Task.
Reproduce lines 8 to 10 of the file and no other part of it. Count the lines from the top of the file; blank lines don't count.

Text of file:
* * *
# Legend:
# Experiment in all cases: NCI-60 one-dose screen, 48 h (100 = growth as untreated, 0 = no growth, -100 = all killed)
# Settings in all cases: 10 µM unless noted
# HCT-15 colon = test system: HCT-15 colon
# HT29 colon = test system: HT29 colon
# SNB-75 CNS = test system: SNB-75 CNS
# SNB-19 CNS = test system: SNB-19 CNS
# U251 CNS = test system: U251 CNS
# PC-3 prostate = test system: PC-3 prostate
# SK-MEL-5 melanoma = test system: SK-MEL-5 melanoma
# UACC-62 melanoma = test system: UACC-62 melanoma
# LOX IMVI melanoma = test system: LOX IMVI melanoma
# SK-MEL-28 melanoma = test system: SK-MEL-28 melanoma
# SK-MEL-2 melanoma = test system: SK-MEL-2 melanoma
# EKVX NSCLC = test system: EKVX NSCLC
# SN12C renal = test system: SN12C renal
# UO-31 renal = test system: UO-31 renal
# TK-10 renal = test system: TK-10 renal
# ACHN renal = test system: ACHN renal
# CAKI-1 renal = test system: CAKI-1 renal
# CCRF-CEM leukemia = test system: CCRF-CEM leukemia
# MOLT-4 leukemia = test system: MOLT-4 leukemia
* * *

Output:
# U251 CNS = test system: U251 CNS
# PC-3 prostate = test system: PC-3 prostate
# SK-MEL-5 melanoma = test system: SK-MEL-5 melanoma